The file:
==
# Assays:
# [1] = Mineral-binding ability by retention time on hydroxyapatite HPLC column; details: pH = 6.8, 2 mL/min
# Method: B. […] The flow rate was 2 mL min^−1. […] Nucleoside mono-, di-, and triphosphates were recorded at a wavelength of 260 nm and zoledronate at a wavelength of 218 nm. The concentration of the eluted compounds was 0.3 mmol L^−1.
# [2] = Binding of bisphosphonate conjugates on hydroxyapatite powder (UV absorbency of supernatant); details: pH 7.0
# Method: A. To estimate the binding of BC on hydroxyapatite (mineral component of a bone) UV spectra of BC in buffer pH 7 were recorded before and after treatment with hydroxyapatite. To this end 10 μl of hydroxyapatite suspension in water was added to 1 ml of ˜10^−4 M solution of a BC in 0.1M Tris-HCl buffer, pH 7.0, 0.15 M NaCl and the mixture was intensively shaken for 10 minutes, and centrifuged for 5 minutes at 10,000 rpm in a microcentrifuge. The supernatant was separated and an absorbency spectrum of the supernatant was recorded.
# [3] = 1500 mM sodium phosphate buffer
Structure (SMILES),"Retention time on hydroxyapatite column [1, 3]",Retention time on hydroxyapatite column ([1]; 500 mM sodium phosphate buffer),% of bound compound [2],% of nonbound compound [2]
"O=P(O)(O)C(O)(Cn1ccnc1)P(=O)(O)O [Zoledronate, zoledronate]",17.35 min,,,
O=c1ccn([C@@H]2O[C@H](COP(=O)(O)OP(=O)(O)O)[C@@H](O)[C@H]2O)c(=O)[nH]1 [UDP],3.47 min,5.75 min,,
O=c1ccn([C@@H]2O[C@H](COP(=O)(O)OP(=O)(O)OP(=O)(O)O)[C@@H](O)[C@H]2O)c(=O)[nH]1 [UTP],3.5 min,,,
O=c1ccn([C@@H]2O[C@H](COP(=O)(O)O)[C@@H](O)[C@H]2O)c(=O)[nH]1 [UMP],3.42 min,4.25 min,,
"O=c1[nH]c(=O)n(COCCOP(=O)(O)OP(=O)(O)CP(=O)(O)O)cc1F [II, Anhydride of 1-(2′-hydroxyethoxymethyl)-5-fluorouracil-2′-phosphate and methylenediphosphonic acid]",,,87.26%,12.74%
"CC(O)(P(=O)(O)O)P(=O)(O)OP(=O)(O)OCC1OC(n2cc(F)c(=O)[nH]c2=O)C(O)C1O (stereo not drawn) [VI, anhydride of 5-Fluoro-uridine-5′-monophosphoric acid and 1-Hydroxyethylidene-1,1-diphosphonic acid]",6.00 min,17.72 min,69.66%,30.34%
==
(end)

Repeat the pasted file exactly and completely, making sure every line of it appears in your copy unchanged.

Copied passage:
# Assays:
# [1] = Mineral-binding ability by retention time on hydroxyapatite HPLC column; details: pH = 6.8, 2 mL/min
# Method: B. […] The flow rate was 2 mL min^−1. […] Nucleoside mono-, di-, and triphosphates were recorded at a wavelength of 260 nm and zoledronate at a wavelength of 218 nm. The concentration of the eluted compounds was 0.3 mmol L^−1.
# [2] = Binding of bisphosphonate conjugates on hydroxyapatite powder (UV absorbency of supernatant); details: pH 7.0
# Method: A. To estimate the binding of BC on hydroxyapatite (mineral component of a bone) UV spectra of BC in buffer pH 7 were recorded before and after treatment with hydroxyapatite. To this end 10 μl of hydroxyapatite suspension in water was added to 1 ml of ˜10^−4 M solution of a BC in 0.1M Tris-HCl buffer, pH 7.0, 0.15 M NaCl and the mixture was intensively shaken for 10 minutes, and centrifuged for 5 minutes at 10,000 rpm in a microcentrifuge. The supernatant was separated and an absorbency spectrum of the supernatant was recorded.
# [3] = 1500 mM sodium phosphate buffer
Structure (SMILES),"Retention time on hydroxyapatite column [1, 3]",Retention time on hydroxyapatite column ([1]; 500 mM sodium phosphate buffer),% of bound compound [2],% of nonbound compound [2]
"O=P(O)(O)C(O)(Cn1ccnc1)P(=O)(O)O [Zoledronate, zoledronate]",17.35 min,,,
O=c1ccn([C@@H]2O[C@H](COP(=O)(O)OP(=O)(O)O)[C@@H](O)[C@H]2O)c(=O)[nH]1 [UDP],3.47 min,5.75 min,,
O=c1ccn([C@@H]2O[C@H](COP(=O)(O)OP(=O)(O)OP(=O)(O)O)[C@@H](O)[C@H]2O)c(=O)[nH]1 [UTP],3.5 min,,,
O=c1ccn([C@@H]2O[C@H](COP(=O)(O)O)[C@@H](O)[C@H]2O)c(=O)[nH]1 [UMP],3.42 min,4.25 min,,
"O=c1[nH]c(=O)n(COCCOP(=O)(O)OP(=O)(O)CP(=O)(O)O)cc1F [II, Anhydride of 1-(2′-hydroxyethoxymethyl)-5-fluorouracil-2′-phosphate and methylenediphosphonic acid]",,,87.26%,12.74%
"CC(O)(P(=O)(O)O)P(=O)(O)OP(=O)(O)OCC1OC(n2cc(F)c(=O)[nH]c2=O)C(O)C1O (stereo not drawn) [VI, anhydride of 5-Fluoro-uridine-5′-monophosphoric acid and 1-Hydroxyethylidene-1,1-diphosphonic acid]",6.00 min,17.72 min,69.66%,30.34%